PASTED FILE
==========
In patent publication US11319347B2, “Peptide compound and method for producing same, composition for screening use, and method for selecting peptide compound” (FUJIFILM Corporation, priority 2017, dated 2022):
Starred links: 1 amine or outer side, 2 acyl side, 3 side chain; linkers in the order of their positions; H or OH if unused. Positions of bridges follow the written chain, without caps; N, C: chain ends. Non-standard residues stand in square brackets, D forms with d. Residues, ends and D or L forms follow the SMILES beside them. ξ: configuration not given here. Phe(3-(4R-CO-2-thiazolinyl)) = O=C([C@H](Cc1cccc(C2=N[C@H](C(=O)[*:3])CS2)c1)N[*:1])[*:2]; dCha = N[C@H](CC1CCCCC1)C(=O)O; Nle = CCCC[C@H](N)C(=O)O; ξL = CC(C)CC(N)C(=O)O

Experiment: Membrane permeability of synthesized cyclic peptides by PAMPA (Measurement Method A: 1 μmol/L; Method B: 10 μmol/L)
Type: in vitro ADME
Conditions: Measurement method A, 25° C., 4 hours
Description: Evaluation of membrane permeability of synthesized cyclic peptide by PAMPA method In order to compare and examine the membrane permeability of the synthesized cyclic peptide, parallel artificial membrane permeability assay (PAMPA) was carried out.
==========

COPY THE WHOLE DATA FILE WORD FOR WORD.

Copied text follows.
In patent publication US11319347B2, “Peptide compound and method for producing same, composition for screening use, and method for selecting peptide compound” (FUJIFILM Corporation, priority 2017, dated 2022):
Starred links: 1 amine or outer side, 2 acyl side, 3 side chain; linkers in the order of their positions; H or OH if unused. Positions of bridges follow the written chain, without caps; N, C: chain ends. Non-standard residues stand in square brackets, D forms with d. Residues, ends and D or L forms follow the SMILES beside them. ξ: configuration not given here. Phe(3-(4R-CO-2-thiazolinyl)) = O=C([C@H](Cc1cccc(C2=N[C@H](C(=O)[*:3])CS2)c1)N[*:1])[*:2]; dCha = N[C@H](CC1CCCCC1)C(=O)O; Nle = CCCC[C@H](N)C(=O)O; ξL = CC(C)CC(N)C(=O)O

Experiment: Membrane permeability of synthesized cyclic peptides by PAMPA (Measurement Method A: 1 μmol/L; Method B: 10 μmol/L)
Type: in vitro ADME
Conditions: Measurement method A, 25° C., 4 hours
Description: Evaluation of membrane permeability of synthesized cyclic peptide by PAMPA method In order to compare and examine the membrane permeability of the synthesized cyclic peptide, parallel artificial membrane permeability assay (PAMPA) was carried out.